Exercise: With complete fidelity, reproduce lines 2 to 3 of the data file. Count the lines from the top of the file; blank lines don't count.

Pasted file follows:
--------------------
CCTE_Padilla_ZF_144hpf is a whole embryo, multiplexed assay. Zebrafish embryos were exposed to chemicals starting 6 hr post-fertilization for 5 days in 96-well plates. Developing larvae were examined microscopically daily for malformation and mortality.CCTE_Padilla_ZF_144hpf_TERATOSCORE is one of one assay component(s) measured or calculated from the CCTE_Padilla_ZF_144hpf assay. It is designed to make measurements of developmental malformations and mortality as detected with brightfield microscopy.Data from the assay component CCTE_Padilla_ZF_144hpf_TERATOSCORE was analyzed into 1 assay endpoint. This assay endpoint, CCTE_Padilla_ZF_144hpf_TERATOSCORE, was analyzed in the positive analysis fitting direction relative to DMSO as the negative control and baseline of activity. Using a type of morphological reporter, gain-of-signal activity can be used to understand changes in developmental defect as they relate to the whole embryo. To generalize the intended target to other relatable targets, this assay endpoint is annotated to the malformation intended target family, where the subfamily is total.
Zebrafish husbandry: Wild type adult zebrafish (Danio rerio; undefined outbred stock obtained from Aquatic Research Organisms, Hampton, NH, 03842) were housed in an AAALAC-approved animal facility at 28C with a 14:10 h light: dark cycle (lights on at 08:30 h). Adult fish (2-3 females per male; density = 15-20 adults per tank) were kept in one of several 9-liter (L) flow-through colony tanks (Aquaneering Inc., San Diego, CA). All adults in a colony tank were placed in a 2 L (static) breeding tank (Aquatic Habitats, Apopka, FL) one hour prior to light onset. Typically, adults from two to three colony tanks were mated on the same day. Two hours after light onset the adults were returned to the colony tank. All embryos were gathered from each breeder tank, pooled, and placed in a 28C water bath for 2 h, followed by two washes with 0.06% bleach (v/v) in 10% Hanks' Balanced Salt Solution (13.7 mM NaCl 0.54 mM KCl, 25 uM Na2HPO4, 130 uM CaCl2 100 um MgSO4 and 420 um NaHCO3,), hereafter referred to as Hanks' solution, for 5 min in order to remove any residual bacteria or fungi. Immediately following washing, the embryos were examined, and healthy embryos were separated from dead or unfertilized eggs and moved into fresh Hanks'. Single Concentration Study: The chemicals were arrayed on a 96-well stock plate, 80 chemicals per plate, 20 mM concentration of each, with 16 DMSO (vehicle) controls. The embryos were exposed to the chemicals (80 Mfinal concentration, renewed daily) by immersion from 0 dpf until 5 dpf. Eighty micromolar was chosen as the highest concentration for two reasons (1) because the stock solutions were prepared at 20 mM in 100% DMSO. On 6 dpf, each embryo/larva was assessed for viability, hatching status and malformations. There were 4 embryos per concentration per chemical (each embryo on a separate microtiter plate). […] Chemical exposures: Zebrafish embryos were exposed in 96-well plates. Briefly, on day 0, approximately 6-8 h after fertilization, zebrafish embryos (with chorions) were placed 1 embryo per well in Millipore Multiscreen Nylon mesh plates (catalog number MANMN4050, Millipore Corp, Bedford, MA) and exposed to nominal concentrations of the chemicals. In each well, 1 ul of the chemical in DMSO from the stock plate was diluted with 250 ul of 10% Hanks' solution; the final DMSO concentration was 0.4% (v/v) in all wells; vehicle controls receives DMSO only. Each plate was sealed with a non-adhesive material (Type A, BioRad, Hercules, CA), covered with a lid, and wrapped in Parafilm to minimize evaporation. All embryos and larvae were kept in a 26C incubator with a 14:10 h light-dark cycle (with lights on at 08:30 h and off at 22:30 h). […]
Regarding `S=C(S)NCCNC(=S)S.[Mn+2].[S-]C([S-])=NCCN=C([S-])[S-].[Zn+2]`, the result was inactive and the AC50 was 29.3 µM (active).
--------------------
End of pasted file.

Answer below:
Zebrafish husbandry: Wild type adult zebrafish (Danio rerio; undefined outbred stock obtained from Aquatic Research Organisms, Hampton, NH, 03842) were housed in an AAALAC-approved animal facility at 28C with a 14:10 h light: dark cycle (lights on at 08:30 h). Adult fish (2-3 females per male; density = 15-20 adults per tank) were kept in one of several 9-liter (L) flow-through colony tanks (Aquaneering Inc., San Diego, CA). All adults in a colony tank were placed in a 2 L (static) breeding tank (Aquatic Habitats, Apopka, FL) one hour prior to light onset. Typically, adults from two to three colony tanks were mated on the same day. Two hours after light onset the adults were returned to the colony tank. All embryos were gathered from each breeder tank, pooled, and placed in a 28C water bath for 2 h, followed by two washes with 0.06% bleach (v/v) in 10% Hanks' Balanced Salt Solution (13.7 mM NaCl 0.54 mM KCl, 25 uM Na2HPO4, 130 uM CaCl2 100 um MgSO4 and 420 um NaHCO3,), hereafter referred to as Hanks' solution, for 5 min in order to remove any residual bacteria or fungi. Immediately following washing, the embryos were examined, and healthy embryos were separated from dead or unfertilized eggs and moved into fresh Hanks'. Single Concentration Study: The chemicals were arrayed on a 96-well stock plate, 80 chemicals per plate, 20 mM concentration of each, with 16 DMSO (vehicle) controls. The embryos were exposed to the chemicals (80 Mfinal concentration, renewed daily) by immersion from 0 dpf until 5 dpf. Eighty micromolar was chosen as the highest concentration for two reasons (1) because the stock solutions were prepared at 20 mM in 100% DMSO. On 6 dpf, each embryo/larva was assessed for viability, hatching status and malformations. There were 4 embryos per concentration per chemical (each embryo on a separate microtiter plate). […] Chemical exposures: Zebrafish embryos were exposed in 96-well plates. Briefly, on day 0, approximately 6-8 h after fertilization, zebrafish embryos (with chorions) were placed 1 embryo per well in Millipore Multiscreen Nylon mesh plates (catalog number MANMN4050, Millipore Corp, Bedford, MA) and exposed to nominal concentrations of the chemicals. In each well, 1 ul of the chemical in DMSO from the stock plate was diluted with 250 ul of 10% Hanks' solution; the final DMSO concentration was 0.4% (v/v) in all wells; vehicle controls receives DMSO only. Each plate was sealed with a non-adhesive material (Type A, BioRad, Hercules, CA), covered with a lid, and wrapped in Parafilm to minimize evaporation. All embryos and larvae were kept in a 26C incubator with a 14:10 h light-dark cycle (with lights on at 08:30 h and off at 22:30 h). […]
Regarding `S=C(S)NCCNC(=S)S.[Mn+2].[S-]C([S-])=NCCN=C([S-])[S-].[Zn+2]`, the result was inactive and the AC50 was 29.3 µM (active).